Set Text Companions for AS & A Level OCR Latin

Verse Literature 2019–2022

Original translation and detailed commentary – including notes on style, grammar and context, picking up where the set text notes end. Give it to students either as a complete companion, or as handouts to support your class teaching. The perfect complement to the set text!

A one-stop-shop with all the information that a student would need to achieve the top grades

S Thomson, Teacher & Peer Reviewer
AS and A Level
  • All styles of exam questions including AS 10-mark and 15- to 20-mark A Level essay questions
  • Detailed notes on metre and context for A Level students
  • Latin text provided alongside a precise but clear translation
  • Detailed line-by-line notes on grammar, translation, style and context
  • Activities and practice exam questions help students engage with and develop an in-depth appreciation of the text
  • Specifically designed to support students in areas identified for improvement in examiners' reports
  • Written by an experienced examiner
  • Glossary of linguistic terms

Jump to Prose Literature 2019–2022 resources.

I would be lost without these resources! Please keep producing them.

K Morris, Teacher & Peer Reviewer

What do teachers say about this resource? (9980)

This is a comprehensive guide to the Latin prescription for the A level which would be an invaluable resource for learners and teachers in tackling these difficult poems. The resource is particularly impressive in its explanations of the dense cultural references inherent to the Odes, which would be a particular stumbling block for pupils not as steeped in Augustan context as the authors of this resource. While these are quite verbose, this is necessary for texts as complicated as these. Learners not only have access to an accurate and well-explained translation of these difficult poems but detailed notes on cultural references and style, which will be invaluable for revision or teaching of these poems. The practice exam questions towards the end of the resource, with their accompanying OCR-style mark scheme, will also be of huge benefit in preparing for the examination.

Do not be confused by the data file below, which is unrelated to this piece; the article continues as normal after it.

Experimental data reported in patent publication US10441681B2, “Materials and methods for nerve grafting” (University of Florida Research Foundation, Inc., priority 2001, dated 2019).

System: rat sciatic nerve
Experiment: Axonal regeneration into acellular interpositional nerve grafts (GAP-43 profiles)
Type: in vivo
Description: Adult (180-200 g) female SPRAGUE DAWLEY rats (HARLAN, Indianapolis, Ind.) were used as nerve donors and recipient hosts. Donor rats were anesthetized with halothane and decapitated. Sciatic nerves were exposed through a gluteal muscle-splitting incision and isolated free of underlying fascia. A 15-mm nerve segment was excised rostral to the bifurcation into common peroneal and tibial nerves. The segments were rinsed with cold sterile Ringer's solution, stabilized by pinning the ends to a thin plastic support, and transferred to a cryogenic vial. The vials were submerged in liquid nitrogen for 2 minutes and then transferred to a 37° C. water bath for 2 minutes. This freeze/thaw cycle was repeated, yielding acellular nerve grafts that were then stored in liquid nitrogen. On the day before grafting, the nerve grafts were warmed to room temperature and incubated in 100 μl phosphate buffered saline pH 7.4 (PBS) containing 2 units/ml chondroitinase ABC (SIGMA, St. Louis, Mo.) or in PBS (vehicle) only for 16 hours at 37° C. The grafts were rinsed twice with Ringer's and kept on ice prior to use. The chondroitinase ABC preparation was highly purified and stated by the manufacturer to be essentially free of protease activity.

A Hollingbury, Classics Teacher & Peer Reviewer

Very good – comprehensive, but not so long that students switch off. Focused on what students need to know for the examination, but with enough scholarly depth to push the brightest a little beyond the curriculum. The style notes are very good, and fill in the gaps that the OCR official commentary deliberately leaves open. Having material that specifically deals with the Odes needing to be read in English for the 20-mark question is much appreciated – the summary material with suggestions of themes and essay topic is fantastic and I was impressed to see it – this is often an area of weakness in pupil preparation, and in the resources available for the set texts. The sample examination material is of an excellent standard and makes teachers’ lives so much easier – given there are no past papers on this text, having good quality questions with mark schemes that match the spec so well is hugely valuable.

S Thomson, Head of Classics & Peer Reviewer

What do teachers say about this resource? (9854)

Overall, an excellent resource. The commentary is clear but concise: the help it gives on grammar and translation is pitched at the right level to guide students through the translation, and the commentary notes give enough depth and the right kind of analysis for students to be able to gain from them straight away. The presentation and layout of the practice examination questions is excellent. Lastly, the final appendix is excellent: a great summary of key technical terms, both grammatical and stylistic, is a useful reference guide and will be valuable not just for this set text, but for any A Level set text.

S Thomson, Teacher & Peer Reviewer

Excellent! This is the best resource I have reviewed to date: it’s well-researched and contains everything an A level student (and teacher) needs to know to understand the text fully, from historical and literary background to the intricacies of the metre and literary analysis. The material should enable students to get to grips with the text on a number of levels: it’s easy to navigate, the translation is meticulously accurate yet clear, and the style and context notes cover a wide range of key details and information, while setting the selection within the wider context of the book, the poem and 1st century Roman literature.